Friday, September 11, 2009

"I Wouldn't Steak my Life on it" OR "The bank denied me for a Provolone."

From a lowly sandwich with disputed origins to becoming the single greatest political king-maker of all local sandwiches, the Cheesesteak has truly lived the "American Sandwich Dream".

It's disputed origins have contributed to vociferous debate akin to: Ali v Frazier, Rutherford Hayes v Samuel Tilden and Dr. Phil v Jeffrey Tambor and by that I refer to Pat v Geno's for the original best cheesesteak.

Since this as of now remains the Great Canadian Sandwich blog I will limit this entry to a review both a D.I.Y attempt (a first here at TGCSB) as well as a review of Reggie's Old Fashioned Sandwiches

D.I.Y Attempt

The logic behind the DIY challenge here was that general conensus there was little to nothing in terms of Cheesesteaks in Toronto. The old king, Chubby Subby across the street from the Masonic Temple on Yonge used to serve up a very tasty variation but since it closed there seems to have been a dearth in Toronto:

We started with a 2 lb Prime Rib Roast. We left the roast partially frozen as the goal is to cut the steak as thinly as possible. The big guys in Philly allegedely use Meat Slicers and semi-frozen slabs. We clearly lack the resources and werewithall of the cheesesteak wunderkinds.

For condiments we went traditional: Wit (carmelized onions) / Provolone.

While Cheese Wiz is considered the textbook cheese, I like the bite of Provolone and the non-petroleum based nature of it helps too.

One of the items where the DIY attempt really took a potential nose-dive was the bread. Virutally all Philly and even New Jersey Hoagie Shops, serve it on a nice fluffy Amoroso Roll. Since we are far outside the geographic area for Amoroso, we decided to go with what the big smoke has and decided on a portugese roll from a local hole-in-the-wall bakery.

Overall for a first attempt, the sandwich turned out great. Unfortunately the portugese bun contributed to a dissapointing bun:content ratio (for those keep track anything more than 60:40 is problematic), Good grease level (but did not completely soak bread as in most authentic Philly's). Next time, I'll try to get the meat even thinner and a softer roll (Current candidate's include Italian Roll from N'ino D'aversa)


Reggie's is the kind of sandwich shop that I started this blog to write about.

With its downtown location, (King St. W & Portland) its 24 hour accessbility and with its extremely lenghty sandwich (a roster including the classic [corned beef, tuna melt], the californian [avocado & egg],) and it's commitment to fresh agreements, this restaurant is in general a great sandwich destination. On my first visit, I decided a great way to gauge their sandwich chops would be to evaluate their cheesesteak as it opened about 3 months after the Great Canadian Cheeseteak Challenge. Had a legitimate cheesesteak truly come to hogtown????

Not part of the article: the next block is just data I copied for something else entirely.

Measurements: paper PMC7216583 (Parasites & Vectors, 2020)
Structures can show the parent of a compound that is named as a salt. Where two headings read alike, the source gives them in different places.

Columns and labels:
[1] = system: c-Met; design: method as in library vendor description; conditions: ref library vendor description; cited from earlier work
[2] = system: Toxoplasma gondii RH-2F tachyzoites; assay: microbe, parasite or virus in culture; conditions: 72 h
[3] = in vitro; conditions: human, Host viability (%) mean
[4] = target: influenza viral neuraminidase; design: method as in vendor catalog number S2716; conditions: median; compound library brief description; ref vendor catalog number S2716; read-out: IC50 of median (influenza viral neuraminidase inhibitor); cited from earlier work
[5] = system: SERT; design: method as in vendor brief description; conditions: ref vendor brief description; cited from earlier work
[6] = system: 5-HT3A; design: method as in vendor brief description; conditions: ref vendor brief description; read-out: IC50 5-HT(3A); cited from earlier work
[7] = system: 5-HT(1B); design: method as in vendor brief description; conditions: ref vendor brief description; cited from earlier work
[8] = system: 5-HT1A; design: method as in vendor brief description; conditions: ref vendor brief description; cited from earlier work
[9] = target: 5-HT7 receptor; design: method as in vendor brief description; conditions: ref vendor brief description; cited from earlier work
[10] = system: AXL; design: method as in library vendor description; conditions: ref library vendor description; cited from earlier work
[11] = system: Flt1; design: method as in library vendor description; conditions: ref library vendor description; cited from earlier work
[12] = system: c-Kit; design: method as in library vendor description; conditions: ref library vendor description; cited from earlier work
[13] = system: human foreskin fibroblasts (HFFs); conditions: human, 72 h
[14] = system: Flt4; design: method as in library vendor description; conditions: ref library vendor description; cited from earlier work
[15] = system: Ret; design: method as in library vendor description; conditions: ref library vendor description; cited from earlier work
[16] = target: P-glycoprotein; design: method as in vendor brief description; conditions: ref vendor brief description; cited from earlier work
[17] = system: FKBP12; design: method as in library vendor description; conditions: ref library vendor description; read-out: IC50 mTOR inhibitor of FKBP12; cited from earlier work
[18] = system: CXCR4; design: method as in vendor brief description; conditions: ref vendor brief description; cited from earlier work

At Reggie's, the Cheesesteak comes with: Peppers, Onions, Garlic, Rowe Farms Sirloin & mozzarella. While I feel a little peeved with the inclusion of mozzarella, the sandwich, simply put, was awesome:

Soft, chewy tender, dripping with cheese and covered with enough au jus to allow a 90 year old durain eater. Steak was cooked perfectly at medium and the onions were deliciously opaque. The bun was soft yet chewy with a bite and definetly featured a much better ratio then my DIY attempt.

All in all Reggie's Merits a 9.5/10

Properly cook steaked
Great condiment,meat ratio
Good Bun
24 hrs

Mozzarella instead of more traditional provolone.

Tables of Cheesesteak References:
The Philadelphia Inquirer Cheesesteak Hub
Chowhound Toronto Discussion

Wednesday, September 2, 2009


Upon entering the Liohe night market in Kaohsiung city I was instantly hit with the many different smells and noises that originate from the outdoor food stands that line either side of the streets. In Taiwan eating out is a social event that if done correctly can be cheap and rewarding. However, my main purpose for being in the night market was not to wander from stall to stall sampling various chicken parts or snake parts. I was there to review a traditional Taiwanese dish called coffin toast.

Coffin toast originated in Tainan; the old capital of Taiwan. Simply put it is almost identical to chicken pot pie. The only thing that separates it from chicken pot pie is that it is nestled into a perfectly cooked, golden brown piece of toast. The name coffin toast describes how the toast is cut and filled and made to look like a coffin. Many different varieties of coffin toast seem to exist, some are a little more risky than others. However, the most popular form comes with your basic chicken, carrot, corn, and white goo filling and your oil fried toast exterior.

My first impression of this sandwich/pot pie is that the toast and filling compliment each other very well. Although both are savory, there is a slight sweetness that comes from the carrots. The chicken has been cooked well and the shop owner is not shy about giving you a good portion. The 50 nt (roughly $2 Canadian) price is also reasonable. For another few dollars you can get some fish ball soup to help wash it down, although I would avoid this.

Overall, my experience with coffin toast has been a good one and it is a sandwich that I would seriously recommend to anyone. If you like toast and chicken pot pie and have always fantasized about the two coming together in your mouth... I would definitely say that this is the sandwich for you.